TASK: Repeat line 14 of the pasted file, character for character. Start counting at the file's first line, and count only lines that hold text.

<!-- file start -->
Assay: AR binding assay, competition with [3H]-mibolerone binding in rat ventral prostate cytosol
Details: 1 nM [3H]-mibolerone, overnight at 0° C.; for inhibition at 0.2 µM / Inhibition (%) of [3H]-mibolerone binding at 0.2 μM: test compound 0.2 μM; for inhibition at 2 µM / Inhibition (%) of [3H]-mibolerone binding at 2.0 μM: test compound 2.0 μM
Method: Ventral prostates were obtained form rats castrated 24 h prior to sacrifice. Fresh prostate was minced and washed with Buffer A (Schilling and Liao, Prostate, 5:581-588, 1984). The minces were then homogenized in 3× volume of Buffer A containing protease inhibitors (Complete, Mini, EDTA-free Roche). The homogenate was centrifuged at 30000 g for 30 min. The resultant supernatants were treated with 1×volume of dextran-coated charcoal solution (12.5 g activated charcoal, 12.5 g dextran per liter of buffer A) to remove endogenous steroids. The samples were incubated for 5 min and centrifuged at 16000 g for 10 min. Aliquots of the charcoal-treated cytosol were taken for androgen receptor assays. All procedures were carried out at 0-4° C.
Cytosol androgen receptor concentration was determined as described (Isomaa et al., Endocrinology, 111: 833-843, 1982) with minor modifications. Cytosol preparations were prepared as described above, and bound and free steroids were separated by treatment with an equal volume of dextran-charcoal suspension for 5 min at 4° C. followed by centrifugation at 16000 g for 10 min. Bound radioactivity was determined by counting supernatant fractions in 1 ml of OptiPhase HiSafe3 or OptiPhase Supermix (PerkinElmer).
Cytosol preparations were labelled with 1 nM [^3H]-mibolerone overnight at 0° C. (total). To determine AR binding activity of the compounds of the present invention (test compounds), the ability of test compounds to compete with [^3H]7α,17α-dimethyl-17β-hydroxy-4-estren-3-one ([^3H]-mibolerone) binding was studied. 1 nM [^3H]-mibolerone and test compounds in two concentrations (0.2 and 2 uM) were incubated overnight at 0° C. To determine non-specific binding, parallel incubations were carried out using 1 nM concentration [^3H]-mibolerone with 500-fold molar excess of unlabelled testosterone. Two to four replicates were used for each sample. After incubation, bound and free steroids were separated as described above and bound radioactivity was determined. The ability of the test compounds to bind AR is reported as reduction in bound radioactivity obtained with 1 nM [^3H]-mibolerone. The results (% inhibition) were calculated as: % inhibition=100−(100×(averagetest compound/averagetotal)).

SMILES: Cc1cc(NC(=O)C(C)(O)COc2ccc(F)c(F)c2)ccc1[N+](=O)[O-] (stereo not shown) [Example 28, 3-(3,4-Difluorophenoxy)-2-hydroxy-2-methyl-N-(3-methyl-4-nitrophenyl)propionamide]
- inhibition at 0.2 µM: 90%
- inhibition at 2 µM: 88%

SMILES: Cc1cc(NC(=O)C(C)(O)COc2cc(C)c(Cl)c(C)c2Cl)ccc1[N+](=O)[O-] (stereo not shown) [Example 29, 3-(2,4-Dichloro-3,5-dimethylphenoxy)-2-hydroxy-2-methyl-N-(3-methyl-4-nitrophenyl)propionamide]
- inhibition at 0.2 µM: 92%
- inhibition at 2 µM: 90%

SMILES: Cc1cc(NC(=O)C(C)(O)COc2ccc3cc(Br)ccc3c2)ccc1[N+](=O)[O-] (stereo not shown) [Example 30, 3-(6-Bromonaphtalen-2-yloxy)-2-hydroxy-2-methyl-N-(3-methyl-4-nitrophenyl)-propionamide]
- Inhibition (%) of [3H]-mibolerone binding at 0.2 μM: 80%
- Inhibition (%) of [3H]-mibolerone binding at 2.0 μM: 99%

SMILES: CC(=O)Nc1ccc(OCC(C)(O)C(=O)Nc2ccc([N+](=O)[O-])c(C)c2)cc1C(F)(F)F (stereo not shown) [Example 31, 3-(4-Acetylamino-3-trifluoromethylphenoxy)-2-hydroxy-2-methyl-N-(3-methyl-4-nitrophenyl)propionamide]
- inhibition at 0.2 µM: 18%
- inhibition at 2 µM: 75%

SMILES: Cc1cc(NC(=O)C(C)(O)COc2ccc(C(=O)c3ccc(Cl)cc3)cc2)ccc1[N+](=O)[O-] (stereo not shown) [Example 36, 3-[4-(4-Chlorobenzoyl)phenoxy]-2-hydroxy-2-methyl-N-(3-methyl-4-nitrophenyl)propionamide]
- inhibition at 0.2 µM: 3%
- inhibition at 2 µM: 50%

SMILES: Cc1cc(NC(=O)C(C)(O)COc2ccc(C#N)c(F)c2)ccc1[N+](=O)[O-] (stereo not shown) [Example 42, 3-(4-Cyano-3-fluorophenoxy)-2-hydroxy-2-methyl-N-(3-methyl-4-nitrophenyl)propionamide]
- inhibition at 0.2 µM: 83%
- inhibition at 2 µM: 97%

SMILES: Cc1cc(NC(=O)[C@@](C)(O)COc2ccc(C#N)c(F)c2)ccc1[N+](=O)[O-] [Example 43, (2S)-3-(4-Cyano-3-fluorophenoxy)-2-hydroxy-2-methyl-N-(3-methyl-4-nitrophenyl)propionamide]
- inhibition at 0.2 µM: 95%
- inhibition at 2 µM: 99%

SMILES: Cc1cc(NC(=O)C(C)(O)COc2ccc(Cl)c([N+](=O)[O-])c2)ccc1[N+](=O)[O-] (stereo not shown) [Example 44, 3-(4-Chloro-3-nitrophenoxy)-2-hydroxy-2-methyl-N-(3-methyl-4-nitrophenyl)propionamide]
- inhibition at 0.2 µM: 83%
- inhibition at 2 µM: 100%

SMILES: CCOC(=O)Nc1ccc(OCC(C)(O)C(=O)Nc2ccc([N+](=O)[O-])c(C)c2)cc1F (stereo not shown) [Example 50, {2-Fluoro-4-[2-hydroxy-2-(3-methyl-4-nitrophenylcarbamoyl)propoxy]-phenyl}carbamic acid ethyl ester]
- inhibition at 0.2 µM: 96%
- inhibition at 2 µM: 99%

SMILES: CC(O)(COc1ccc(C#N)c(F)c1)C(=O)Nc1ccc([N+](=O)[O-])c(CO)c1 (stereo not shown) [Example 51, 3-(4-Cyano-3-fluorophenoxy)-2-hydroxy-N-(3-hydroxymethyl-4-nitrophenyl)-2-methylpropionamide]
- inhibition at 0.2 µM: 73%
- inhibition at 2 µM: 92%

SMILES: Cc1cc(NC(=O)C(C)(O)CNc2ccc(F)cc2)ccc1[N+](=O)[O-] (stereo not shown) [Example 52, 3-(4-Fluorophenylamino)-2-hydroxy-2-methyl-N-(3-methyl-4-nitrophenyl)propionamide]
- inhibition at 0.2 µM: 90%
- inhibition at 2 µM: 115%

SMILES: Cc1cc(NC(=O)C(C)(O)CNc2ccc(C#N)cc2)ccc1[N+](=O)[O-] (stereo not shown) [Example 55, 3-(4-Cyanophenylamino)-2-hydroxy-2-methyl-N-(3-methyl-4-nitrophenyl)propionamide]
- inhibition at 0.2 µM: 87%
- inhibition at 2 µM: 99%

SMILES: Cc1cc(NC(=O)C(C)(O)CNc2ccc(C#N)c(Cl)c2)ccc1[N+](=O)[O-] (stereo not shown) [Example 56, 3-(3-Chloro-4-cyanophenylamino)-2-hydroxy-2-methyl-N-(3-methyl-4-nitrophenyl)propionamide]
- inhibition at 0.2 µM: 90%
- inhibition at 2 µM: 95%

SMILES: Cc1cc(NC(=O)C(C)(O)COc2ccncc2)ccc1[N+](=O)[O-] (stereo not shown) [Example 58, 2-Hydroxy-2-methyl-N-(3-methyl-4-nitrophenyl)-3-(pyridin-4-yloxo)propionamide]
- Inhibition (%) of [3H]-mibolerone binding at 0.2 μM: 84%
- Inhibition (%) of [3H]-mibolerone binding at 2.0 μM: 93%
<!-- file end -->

- Inhibition (%) of [3H]-mibolerone binding at 2.0 μM: 99%